Unsane's seventh studio album, 2012's simply but eloquently named Wreck, finds the New York noise-rock pioneers older, wiser, possibly not as angry as they once were, but no less miserable, either. In fact, if many prior Unsane records felt like a vicious kick administered by a bunch of steel-booted street thugs, Wreck feels more like waking up from a medically induced coma a few days later: the searing pain is blinding, the body useless, and the ears have no legs to give them escape. This may explain the nonchalant immunity with which a large number of patiently paced songs on hand, including "Pigeon," "Don't," and "Stuck" reveal themselves, then calmly state their sinister case with tormented melodies cast against the fundamental raw goods of the power trio lineup: the listener's helpless state requires no element of surprise, after all. LP bookends, "Rat" and "Roach" turn up the intensity significantly, yet, conversely, the exposed wounds and post-metal vibes of "Decay" are almost too acquiescent for Unsane. Meanwhile, the wailing harmonica on "No Chance" recalls the drunken tilt of innumerable, nameless homeless people and assorted gutter rats who once prowled the now totally gentrified Lower East Side where Unsane's urban nightmares originally played out in living color…or at least the same dreary gray monochromes as a Frank Miller graphic novel. Subsequent tracks like "Metropolis" and "Ghost" serve only to prolong the sonic punishment, culminating in a psychotic cover of Flipper's "Ha Ha Ha" that may as well double for the frail sanity of our friend -- you know, the victim we last saw laying wrecked in the emergency room -- finally snapping like a dry twig. Well, if that just about doesn't spell out "Unsane," what does? Wreck ain't perfect but it certainly does the Unsane legacy ample justice and should satisfy most fans' hankering for sonic self-abuse.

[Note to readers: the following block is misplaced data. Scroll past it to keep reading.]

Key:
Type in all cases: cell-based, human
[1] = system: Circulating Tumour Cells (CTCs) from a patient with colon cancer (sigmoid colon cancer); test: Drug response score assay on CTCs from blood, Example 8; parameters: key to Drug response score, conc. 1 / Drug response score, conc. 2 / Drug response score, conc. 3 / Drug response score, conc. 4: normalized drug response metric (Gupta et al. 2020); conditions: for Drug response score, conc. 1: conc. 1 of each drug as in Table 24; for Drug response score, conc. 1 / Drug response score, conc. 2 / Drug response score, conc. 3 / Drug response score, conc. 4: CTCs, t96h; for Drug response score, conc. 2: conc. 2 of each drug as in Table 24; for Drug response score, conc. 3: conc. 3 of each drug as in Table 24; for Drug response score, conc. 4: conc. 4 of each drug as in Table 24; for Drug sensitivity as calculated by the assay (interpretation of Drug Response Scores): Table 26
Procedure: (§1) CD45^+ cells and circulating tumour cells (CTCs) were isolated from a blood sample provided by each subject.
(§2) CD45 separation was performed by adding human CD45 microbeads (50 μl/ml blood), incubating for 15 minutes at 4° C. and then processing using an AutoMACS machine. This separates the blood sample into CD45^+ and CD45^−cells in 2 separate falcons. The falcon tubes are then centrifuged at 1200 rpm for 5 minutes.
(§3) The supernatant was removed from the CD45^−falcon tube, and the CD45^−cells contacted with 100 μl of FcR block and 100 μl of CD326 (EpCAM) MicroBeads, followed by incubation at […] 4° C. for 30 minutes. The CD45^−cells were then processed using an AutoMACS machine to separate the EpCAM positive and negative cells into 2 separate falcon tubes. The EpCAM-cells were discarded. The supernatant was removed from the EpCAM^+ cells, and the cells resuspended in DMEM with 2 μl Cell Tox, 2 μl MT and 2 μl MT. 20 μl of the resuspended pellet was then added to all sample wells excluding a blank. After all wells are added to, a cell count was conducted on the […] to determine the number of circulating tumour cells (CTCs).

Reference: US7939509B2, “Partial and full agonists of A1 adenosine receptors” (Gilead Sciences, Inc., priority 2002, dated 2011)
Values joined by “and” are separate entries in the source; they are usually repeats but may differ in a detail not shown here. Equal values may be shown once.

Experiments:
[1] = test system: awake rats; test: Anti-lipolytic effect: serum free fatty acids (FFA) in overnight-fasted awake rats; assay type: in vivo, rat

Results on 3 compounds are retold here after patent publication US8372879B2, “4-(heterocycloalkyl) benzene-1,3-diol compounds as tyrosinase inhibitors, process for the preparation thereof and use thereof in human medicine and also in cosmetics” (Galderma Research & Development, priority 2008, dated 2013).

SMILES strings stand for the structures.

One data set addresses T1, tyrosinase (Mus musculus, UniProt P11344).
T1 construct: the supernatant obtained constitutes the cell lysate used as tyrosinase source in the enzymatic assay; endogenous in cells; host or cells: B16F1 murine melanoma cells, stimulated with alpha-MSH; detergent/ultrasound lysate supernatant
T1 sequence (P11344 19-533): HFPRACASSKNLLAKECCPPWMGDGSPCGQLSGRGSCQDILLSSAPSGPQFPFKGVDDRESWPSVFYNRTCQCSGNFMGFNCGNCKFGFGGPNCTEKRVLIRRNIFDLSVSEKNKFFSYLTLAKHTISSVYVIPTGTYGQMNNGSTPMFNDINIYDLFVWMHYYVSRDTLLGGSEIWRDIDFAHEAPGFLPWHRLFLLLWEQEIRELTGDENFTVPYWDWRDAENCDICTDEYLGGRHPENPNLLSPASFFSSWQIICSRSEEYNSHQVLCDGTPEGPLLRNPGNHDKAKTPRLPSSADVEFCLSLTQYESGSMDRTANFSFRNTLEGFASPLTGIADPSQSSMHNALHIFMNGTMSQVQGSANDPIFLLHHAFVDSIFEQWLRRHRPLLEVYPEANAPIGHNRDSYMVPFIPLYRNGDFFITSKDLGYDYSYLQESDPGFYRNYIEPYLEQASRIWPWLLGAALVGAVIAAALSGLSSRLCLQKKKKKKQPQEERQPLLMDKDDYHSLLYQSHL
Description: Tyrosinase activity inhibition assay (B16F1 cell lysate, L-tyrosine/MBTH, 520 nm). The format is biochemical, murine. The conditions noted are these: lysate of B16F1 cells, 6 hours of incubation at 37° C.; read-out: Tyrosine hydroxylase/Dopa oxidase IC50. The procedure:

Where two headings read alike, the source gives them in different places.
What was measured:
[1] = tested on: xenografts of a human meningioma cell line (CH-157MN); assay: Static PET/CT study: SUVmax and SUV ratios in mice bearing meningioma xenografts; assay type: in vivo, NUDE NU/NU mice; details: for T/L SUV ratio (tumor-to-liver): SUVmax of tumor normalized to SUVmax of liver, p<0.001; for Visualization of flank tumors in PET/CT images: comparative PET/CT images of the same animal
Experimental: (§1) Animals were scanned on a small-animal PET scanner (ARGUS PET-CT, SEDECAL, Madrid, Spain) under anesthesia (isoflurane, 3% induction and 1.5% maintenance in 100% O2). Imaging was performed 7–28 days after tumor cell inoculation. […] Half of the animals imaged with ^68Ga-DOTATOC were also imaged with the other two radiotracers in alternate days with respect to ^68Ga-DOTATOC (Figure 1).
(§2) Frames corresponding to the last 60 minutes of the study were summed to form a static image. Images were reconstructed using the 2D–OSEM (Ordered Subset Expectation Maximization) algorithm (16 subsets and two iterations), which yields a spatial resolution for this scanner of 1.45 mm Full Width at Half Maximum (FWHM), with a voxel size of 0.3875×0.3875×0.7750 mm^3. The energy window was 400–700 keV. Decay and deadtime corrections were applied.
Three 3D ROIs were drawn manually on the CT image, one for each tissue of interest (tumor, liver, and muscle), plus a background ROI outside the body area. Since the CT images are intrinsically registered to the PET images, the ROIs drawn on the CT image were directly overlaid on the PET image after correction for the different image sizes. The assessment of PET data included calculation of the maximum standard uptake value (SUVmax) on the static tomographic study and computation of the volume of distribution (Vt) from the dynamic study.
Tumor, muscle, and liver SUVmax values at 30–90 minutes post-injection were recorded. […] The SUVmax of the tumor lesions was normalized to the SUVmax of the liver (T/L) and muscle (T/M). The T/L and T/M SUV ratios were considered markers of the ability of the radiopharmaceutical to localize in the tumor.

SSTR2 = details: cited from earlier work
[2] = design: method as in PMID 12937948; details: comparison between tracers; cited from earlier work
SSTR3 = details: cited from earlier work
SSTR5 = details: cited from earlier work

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AllMusic Review by Eduardo Rivadavia